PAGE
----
particular—insects, roots, Frogs, Toads, small Snakes, Lizards,
berries, fruits, nuts, young Rats and Mice, corn, any old meat
that has been left lying around. Ah reckon Ah could find a meal
most any time most anywhere."
"Do you always have as big a family as you have there?" asked
"Not always," replied Unc' Billy. "But sometimes Mrs. Possum
has to tote around a still bigger family. We believe in chillun
and lots of them.
 We reckon on havin' two or three big families
"Where is your home?" asked Johnny Chuck. "I know," said Peter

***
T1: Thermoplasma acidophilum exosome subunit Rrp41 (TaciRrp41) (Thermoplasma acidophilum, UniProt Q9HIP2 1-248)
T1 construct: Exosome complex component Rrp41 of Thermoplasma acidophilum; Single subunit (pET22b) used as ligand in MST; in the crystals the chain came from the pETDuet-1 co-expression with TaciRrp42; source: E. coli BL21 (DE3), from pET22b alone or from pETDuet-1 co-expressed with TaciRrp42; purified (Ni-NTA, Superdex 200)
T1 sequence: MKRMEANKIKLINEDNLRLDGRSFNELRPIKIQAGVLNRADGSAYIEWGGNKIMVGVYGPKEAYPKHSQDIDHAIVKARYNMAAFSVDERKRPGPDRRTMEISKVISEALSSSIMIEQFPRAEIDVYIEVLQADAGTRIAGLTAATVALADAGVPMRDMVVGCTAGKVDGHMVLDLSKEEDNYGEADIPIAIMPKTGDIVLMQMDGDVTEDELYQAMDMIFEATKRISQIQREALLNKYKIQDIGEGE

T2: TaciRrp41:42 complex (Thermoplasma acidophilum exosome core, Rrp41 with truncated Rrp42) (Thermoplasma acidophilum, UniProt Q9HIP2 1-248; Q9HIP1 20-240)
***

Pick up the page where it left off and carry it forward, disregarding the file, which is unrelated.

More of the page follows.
Rabbit. "It's up in a big hollow tree."
Unc' Billy looked down at Peter. " 'Tisn't at all necessary to
tell anybody where that hollow tree is, Bre'r Rabbit," said he.
"Are Possums found anywhere except around here?" inquired
"Yes, indeed," replied Old Mother Nature. "They are found all down
through the Sunny South, and in the warmer parts of the Middle West.
Unc' Billy and his relatives are not fond of cold weather. They
prefer to be where they can be reasonably warm all the year round.
"Some folks think Unc' Billy isn't smart, but those folks don't
know Unc' Billy. He learned a long time ago that he can't run as
fast as some others, so he has learned to depend on his wits in
time of danger. What do you think he does?"
"I know," cried Peter; "I saw him do it once. Farmer Brown's boy
surprised Unc' Billy, and Unc' Billy just fell right over dead."